```def flatten_without_rec(non_flat):

flat = []

while non_flat: #runs until the given list is empty.

e = non_flat.pop()

if type(e) == list: #checks the type of the poped item.

non_flat.extend(e) #if list extend the item to given list.
else:

flat.append(e) #if not list then add it to the flat list.

flat.sort()

return flat``` ## Flatten nested lists

To flatten a nested list, you can use deep flattening. For deep flattening lists within lists, use the given below code:

```from iteration_utilities import deepflatten

multi_depth_list = [[0,1],[[2,[3,[4,[5,]]]]],[7,8]]

flatten_list = list(deepflatten(multi_depth_list))

print(flatten_list)
``` Also, you can use the recursive function as we did above.

## A list of tuples

Flattening a list of tuples of a single depth is the same as flattening lists within lists. For shallow flattening of tuples, use the following code:

```list_of_tuples = [(1,2),(3,4)]

flatten_list = [item for subl in list_of_tuples for item in subl]

print(flatten_list)```

The following will be the output: For deep flattening, a list of tuples with varying depth (nested), you can use the code given below:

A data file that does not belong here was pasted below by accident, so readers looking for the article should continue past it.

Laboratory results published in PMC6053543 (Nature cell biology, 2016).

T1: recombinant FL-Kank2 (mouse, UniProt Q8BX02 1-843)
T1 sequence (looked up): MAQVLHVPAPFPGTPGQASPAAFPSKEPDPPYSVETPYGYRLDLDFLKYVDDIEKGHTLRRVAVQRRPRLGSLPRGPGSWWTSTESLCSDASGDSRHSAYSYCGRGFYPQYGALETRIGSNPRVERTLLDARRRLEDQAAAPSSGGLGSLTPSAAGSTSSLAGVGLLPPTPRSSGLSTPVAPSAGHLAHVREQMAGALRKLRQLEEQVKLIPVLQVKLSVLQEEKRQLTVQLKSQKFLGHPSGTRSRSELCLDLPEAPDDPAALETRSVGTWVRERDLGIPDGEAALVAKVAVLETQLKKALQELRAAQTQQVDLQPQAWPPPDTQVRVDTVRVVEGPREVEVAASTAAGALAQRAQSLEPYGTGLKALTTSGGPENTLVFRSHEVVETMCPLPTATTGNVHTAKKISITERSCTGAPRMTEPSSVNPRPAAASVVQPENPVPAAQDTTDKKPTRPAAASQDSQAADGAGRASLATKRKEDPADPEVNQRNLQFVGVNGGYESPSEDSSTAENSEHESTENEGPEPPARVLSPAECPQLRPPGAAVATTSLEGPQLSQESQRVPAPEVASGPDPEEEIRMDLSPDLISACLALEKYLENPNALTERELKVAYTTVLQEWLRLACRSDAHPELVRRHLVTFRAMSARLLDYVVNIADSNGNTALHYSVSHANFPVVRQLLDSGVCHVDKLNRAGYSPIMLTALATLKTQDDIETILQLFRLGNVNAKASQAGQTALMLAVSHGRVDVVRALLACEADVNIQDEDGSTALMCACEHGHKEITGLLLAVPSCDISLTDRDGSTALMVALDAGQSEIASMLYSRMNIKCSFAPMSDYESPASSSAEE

```from iteration_utilities import deepflatten

multi_depth_list = [(0,1),((2,(3,(4,(5,(6)))))),(7,8)]

flatten_list = list(deepflatten(multi_depth_list))

print(flatten_list)``` ## Flatten 2d array

Let’s take a 2d array of 5×5 dimensions and convert it to a flattened list. Check the following code:

```from iteration_utilities import deepflatten

rows = 5

cols = 5

array = [[i for i in range(cols)] for j in range(rows)]

print(array)

print("After applying flattening")

flatten_list = list(deepflatten(array))

print(flatten_list)```

The following will be the output of the above code: ## A list of NumPy arrays

There are three built-in functions defined in NumPy library that can convert the NumPy array into flattened lists.

numpy.ravel()

numpy.flatten()

numpy.reshape(-1)

### numpy.ravel()

```import numpy as np

lst = np.array([[1,2,3], [4,5,6], [7,8,9]])

out = lst.ravel()

print(out)```

The output of the code will be: ### numpy.flatten()

```import numpy as np

lst = np.array([[1,2,3], [4,5,6], [7,8,9]])

out = lst.flatten()

print(out)```

The output of the code will be: ### numpy.reshape(-1)

```import numpy as np

lst = np.array([[1,2,3], [4,5,6], [7,8,9]])

out = lst.reshape(-1)

print(out)```

The output of the code will be: The difference between these three functions is speed. The flatten function returns a copy every time it flattens the array. So, if you have a large data set, don’t use the flatten function; it’s the slower one.

## Flatten JSON objects

For flattening JSON objects, you can use the built-in function flatten() from the flatten_json library.

You first need to install it using pip:

`pip install flatten_json`

Then you can use this function in our code:

```from flatten_json import flatten

flat = flatten(sample_object)

print(flat)```

The following will be the output of the code: ## Flatten a list of objects

You can flatten a list of objects using a built-in function available in the itertools library with function name itertools.chain.from_iterable() Let’s see how to use this function:

```import itertools

class numbers: